Zemke and Hacking on Top of 600’s

Henny Ray Abrams | February 3, 2009

FONTANA, CA, FEB 3: Two days of testing at Auto Club Speedway have shown that American Superbike-spec machines aren’t far off the full-blown 2008 Superbikes. Not so for Daytona SportBikes. A combination of less powerful engines and spec tires have made the middleweights much slower than their 2008 counterparts. Erion Honda’s Jake Zemke and Monster Kawasaki’s Jamie Hacking tied for the unofficial fastest time on their first day of testing on a sunny, warm day in Fontana, Ca. Their best hand-timed laps were 1:29.3 mins., much slower than the fastest lap times from the 2008 Supersport race. The fastest Supersport lap was a 1:26.406 turned in by Graves Motorsports Yamaha’s Josh Herrin’s. Zemke’s best was a 1:26.622, “so we’re a good three seconds off the pace at this point,” Zemke said. “I think it’s a combination of things. Definitely the motors aren’t as strong as our Supersport bikes were when we were here before. With the fuel and the rules and everything, they’re definitely a little bit slower than what they were. I think between the motor and the tires…you know, they’re still trying to get a handle on the tires and what’s going on with those, because, obviously, this is (Dunlop’s) first crack at building a spec tire. What they’ve got to build in a short amount of time here at the start of the season, I think the tires will continue to improve, but they’re not at the same level as what we were racing before, which is understandable. You want a tire that is going to last. Especially if we’re limited to the amount of tires we can use, you want a tire that can go 40 laps, not a tire that can go 15. So you need something that’s going to get some longevity out of it. In order to do that, you’re usually going to lose some grip. All in all, the grip level seemed to be OK. Definitely down from what we’re used to, but everybody’s in the same boat. So everybody’s dealing with the same thing. “It’s fine, it’s good. We’re here riding and we’re going to be racing here” in the first ever nighttime Daytona 200 “in a few weeks, so I’m excited about that. Seems like a long winter of not a lot of riding, not a lot of testing. So it was a long break before the Daytona test and another long one before this one. So I’m glad to get the ball rolling, get the season started.” Zemke will start the season with an engine that feels softer, “for sure. It’s not even as potent as our Supersport bike was. It’s down, not a whole lot from that, but a little bit. So it’s definitely challenging to ride, because you don’t have motor to make up for a mistake. If you make a mistake on the race track… It’s kind of like riding an XR100, a stock one, in your backyard: It takes forever for the thing to get the momentum back rolling if you lose your momentum. It’s fine. Like I said, everybody’s in the same boat, everybody’s on the same rules, so I think it’s going to generate some good racing and I just want to go racing right now. I’m tired of waiting.” The CBR600RR Zemke is riding is a mixture of new parts and existing parts, “because obviously there’s some areas you can change, some things that you can change that you couldn’t in Supersport, and there are other areas that are more strict than what Supersport was. So I’d say right now we’re using a mix of components from both FX (Formula Xtreme), some of the FX pieces, such as our data acquisition and stuff like that. I think you could run that before, but we never did. “We’ve got that stuff on there I didn’t get around to it today, but tomorrow I’m going to try some different triple clamps. Things that the rules allow but didn’t used to in Supersport. With that in mind, I mean, I know I ran a different offset triple clamp on my Formula Xtreme than what we’re running what the stock clamp is on a Supersport bike. The whole idea is, OK, well I already kind of know what it did on one bike, let’s see if it’ll do the same thing on this one. Tomorrow we’ll find out and, hopefully, that’ll help get the bike to go around the track a little bit better, so we’ll see. It’s a little bit of mixture of components. At the end of a day it’s a Honda 600 and still pretty much feels the same, so it’s a pretty nice bike to ride.”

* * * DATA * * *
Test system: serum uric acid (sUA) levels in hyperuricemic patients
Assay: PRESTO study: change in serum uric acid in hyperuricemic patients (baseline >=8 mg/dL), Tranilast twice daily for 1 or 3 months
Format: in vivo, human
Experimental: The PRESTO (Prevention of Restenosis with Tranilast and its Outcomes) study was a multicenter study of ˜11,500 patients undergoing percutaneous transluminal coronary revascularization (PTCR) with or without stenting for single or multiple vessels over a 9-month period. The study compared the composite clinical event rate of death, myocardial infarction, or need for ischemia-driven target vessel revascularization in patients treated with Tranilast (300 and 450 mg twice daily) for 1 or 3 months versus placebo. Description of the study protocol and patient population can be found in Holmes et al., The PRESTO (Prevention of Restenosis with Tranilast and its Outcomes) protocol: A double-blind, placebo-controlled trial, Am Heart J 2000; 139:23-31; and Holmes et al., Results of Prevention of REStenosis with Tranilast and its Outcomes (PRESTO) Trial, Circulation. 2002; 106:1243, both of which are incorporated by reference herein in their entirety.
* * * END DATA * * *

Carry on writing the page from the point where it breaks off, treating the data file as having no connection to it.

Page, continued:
Henny Ray Abrams | Contributing Editor

Abrams is the longest-serving contributor at Cycle News. Over the course of his 35-some years of writing and shooting photos, he’s covered events from MotoGP to the Motocross World Championship - and everything in between.